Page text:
Lawful receipt

22.7 On the facts of Alwie Handoyo, the Court of Appeal, relying on Andrew Tettenborn, ‘Lawful Receipt – A Justifying Factor’[1997] RLR 1, further held (at [110]) that in any event Y had not been unjustly enriched in the first place, because a defendant cannot be regarded as having been unjustly enriched if he has lawfully received a benefit from a third party when the benefit was the unencumbered property of the third party.

22.8 It is not clear where ‘lawful receipt’ fits into the conceptual scheme of analysis. The court explained it on the basis that there was no unjust enrichment. Presumably, the court meant that the enrichment was not unjust because there can be no doubt that the defendant had been enriched. Tettenborn classifies it as a defence, which may not be inconsistent with the Court of Appeal's view because the author considered it as a defence which justifies the enrichment. Another way of looking at it is that the plaintiff cannot establish that the enrichment was at the plaintiff's expense in such cases. Indeed, this proposition is entirely consistent with the proposition the Court of Appeal upheld in Wee Chiaw Sek Anna v Ng Li-Ann Genevieve[2013] 3 SLR 801 (‘Anna Wee’) that in indirect enrichment cases the nexus for establishing enrichment ‘at the expense of’ the plaintiff must be a proprietary one, or at least linked to the plaintiff's assets (see below, paras 22.13–22.14).

At the expense of

22.9 Anna Wee is one of the landmark judgments of the year – noteworthy for its in-depth discussion of many aspects of the law of unjust enrichment. One aspect that has been clarified by the Court of Appeal is the ‘at the expense of’ element.

22.10 The essential facts of Anna Wee may be simply stated. The plaintiff sued her (deceased) ex-husband for fraudulently misrepresenting the value of his assets at the time of their divorce, resulting in her agreeing to forgo applying for statutory division of matrimonial property. She later discovered that he had earned substantial moneys that were settled on trusts. As such, she also sought restitution against the trustee (who held two of the trusts) for receiving moneys that would have gone to her had she not forgone asset division in the first place, claiming that a remedial constructive trust be imposed over the moneys which she would have been entitled to. Both claims failed. Specifically on the claim in unjust enrichment, the plaintiff was unable to establish the elements of ‘at the expense of’ and a relevant unjust factor. We shall return to the unjust factor below (see discussion below at paras 22.15–22.16 and 22.19).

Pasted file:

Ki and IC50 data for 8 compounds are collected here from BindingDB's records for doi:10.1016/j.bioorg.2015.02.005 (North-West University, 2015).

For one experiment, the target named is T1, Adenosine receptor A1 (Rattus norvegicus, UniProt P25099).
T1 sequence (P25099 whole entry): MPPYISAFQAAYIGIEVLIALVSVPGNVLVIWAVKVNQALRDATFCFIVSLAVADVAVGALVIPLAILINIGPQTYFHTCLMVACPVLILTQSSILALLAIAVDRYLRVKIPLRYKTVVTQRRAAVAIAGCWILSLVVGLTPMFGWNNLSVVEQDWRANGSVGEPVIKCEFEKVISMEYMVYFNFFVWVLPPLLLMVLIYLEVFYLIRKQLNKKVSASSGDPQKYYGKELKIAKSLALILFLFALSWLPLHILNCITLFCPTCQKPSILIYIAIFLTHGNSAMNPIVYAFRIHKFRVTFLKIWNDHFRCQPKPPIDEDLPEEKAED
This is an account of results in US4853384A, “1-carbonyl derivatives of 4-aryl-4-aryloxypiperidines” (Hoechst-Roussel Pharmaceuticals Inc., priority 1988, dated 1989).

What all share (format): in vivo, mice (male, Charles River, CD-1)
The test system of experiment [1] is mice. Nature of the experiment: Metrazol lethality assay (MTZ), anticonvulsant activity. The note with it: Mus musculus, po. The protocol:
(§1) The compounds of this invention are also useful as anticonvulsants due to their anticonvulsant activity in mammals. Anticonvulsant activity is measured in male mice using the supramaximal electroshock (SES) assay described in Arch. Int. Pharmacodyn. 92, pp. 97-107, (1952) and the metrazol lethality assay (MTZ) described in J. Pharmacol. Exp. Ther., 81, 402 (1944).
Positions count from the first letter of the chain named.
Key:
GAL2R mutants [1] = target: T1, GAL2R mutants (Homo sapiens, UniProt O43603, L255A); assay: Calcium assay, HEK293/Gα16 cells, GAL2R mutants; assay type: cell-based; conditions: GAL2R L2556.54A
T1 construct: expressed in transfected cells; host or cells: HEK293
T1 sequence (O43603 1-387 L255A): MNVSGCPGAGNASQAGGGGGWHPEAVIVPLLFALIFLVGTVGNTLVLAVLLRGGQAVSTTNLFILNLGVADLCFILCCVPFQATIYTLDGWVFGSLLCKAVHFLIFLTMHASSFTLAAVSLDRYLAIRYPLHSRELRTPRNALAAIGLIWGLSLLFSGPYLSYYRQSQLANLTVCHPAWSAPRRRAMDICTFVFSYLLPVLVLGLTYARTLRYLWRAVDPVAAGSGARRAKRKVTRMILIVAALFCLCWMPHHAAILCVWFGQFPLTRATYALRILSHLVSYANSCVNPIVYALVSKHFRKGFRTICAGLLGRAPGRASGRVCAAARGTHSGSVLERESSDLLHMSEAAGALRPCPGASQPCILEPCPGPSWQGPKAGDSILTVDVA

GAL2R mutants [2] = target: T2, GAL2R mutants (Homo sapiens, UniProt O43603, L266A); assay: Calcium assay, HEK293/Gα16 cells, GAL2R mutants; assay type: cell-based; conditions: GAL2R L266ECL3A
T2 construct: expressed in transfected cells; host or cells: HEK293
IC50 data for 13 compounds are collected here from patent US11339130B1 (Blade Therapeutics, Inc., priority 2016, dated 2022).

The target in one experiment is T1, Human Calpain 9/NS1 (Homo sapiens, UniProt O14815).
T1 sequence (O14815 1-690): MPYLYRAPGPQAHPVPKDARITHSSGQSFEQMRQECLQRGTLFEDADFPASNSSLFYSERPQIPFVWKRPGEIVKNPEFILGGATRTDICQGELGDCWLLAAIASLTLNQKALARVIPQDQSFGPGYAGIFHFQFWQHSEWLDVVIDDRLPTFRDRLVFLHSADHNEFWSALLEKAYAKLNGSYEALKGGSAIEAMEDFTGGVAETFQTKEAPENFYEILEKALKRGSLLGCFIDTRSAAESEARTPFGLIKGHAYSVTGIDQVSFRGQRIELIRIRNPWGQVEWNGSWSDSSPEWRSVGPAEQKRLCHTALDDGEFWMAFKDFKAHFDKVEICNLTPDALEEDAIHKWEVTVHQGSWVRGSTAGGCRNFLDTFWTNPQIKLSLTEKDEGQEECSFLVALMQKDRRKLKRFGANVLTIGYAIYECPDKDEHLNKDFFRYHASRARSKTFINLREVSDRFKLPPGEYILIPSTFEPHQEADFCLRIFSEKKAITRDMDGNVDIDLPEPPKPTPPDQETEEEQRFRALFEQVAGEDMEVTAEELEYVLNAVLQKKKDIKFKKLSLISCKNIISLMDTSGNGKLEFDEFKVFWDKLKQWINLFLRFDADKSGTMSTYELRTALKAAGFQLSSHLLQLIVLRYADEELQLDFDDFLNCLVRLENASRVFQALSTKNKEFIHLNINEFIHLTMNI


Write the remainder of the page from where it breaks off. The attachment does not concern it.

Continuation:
Correspondence of loss and gain

22.11 At a general level, it is noteworthy that the Court of Appeal had described (at [109]) the law of unjust enrichment as being focused on ‘the claimant's loss or deprivation’, a description that might lend itself to be interpreted as endorsing the view that unjust enrichment requires a correspondence between the plaintiff's loss and the defendant's gain. Where the enrichment is money, the correspondence is exact, but more difficult issues arise where the enrichment concerned is non-monetary in nature. The resolution of this question has important implications for the law of unjust enrichment, including the divide between restitution for unjust enrichment and restitution for wrongs as well as the measure of restitution. Endorsing a correspondence view of ‘at the expense of’ might also revive the defence of passing on under Singapore law, which had been previously rejected (at least for private law claims) by the Court of Appeal in Management Corporation Strata Title Plan No 473 v De Beers Jewellery Pte Ltd[2002] 1 SLR(R) 418. Central to this...